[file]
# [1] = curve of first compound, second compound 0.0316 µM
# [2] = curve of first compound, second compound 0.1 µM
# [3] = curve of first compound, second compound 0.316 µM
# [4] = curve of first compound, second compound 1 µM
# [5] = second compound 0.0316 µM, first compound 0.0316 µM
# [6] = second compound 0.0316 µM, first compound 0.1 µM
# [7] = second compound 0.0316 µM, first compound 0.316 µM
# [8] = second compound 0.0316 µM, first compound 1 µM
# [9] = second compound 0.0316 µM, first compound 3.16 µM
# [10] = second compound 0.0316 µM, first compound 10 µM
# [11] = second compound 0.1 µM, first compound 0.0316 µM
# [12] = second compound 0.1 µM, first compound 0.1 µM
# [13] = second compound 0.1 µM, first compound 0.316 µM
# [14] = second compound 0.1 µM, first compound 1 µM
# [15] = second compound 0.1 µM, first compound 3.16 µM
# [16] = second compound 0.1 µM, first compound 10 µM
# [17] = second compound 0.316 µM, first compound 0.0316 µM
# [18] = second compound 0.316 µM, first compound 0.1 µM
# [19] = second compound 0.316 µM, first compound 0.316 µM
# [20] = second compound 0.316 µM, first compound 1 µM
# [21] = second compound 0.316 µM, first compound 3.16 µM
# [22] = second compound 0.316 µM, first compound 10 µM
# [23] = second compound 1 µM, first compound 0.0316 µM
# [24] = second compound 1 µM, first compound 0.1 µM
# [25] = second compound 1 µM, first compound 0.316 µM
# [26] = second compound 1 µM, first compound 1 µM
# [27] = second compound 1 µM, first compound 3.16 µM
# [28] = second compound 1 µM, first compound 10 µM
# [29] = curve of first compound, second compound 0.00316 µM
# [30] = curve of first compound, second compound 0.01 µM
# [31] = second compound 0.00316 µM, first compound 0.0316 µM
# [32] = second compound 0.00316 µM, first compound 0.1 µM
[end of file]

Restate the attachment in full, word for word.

# [1] = curve of first compound, second compound 0.0316 µM
# [2] = curve of first compound, second compound 0.1 µM
# [3] = curve of first compound, second compound 0.316 µM
# [4] = curve of first compound, second compound 1 µM
# [5] = second compound 0.0316 µM, first compound 0.0316 µM
# [6] = second compound 0.0316 µM, first compound 0.1 µM
# [7] = second compound 0.0316 µM, first compound 0.316 µM
# [8] = second compound 0.0316 µM, first compound 1 µM
# [9] = second compound 0.0316 µM, first compound 3.16 µM
# [10] = second compound 0.0316 µM, first compound 10 µM
# [11] = second compound 0.1 µM, first compound 0.0316 µM
# [12] = second compound 0.1 µM, first compound 0.1 µM
# [13] = second compound 0.1 µM, first compound 0.316 µM
# [14] = second compound 0.1 µM, first compound 1 µM
# [15] = second compound 0.1 µM, first compound 3.16 µM
# [16] = second compound 0.1 µM, first compound 10 µM
# [17] = second compound 0.316 µM, first compound 0.0316 µM
# [18] = second compound 0.316 µM, first compound 0.1 µM
# [19] = second compound 0.316 µM, first compound 0.316 µM
# [20] = second compound 0.316 µM, first compound 1 µM
# [21] = second compound 0.316 µM, first compound 3.16 µM
# [22] = second compound 0.316 µM, first compound 10 µM
# [23] = second compound 1 µM, first compound 0.0316 µM
# [24] = second compound 1 µM, first compound 0.1 µM
# [25] = second compound 1 µM, first compound 0.316 µM
# [26] = second compound 1 µM, first compound 1 µM
# [27] = second compound 1 µM, first compound 3.16 µM
# [28] = second compound 1 µM, first compound 10 µM
# [29] = curve of first compound, second compound 0.00316 µM
# [30] = curve of first compound, second compound 0.01 µM
# [31] = second compound 0.00316 µM, first compound 0.0316 µM
# [32] = second compound 0.00316 µM, first compound 0.1 µM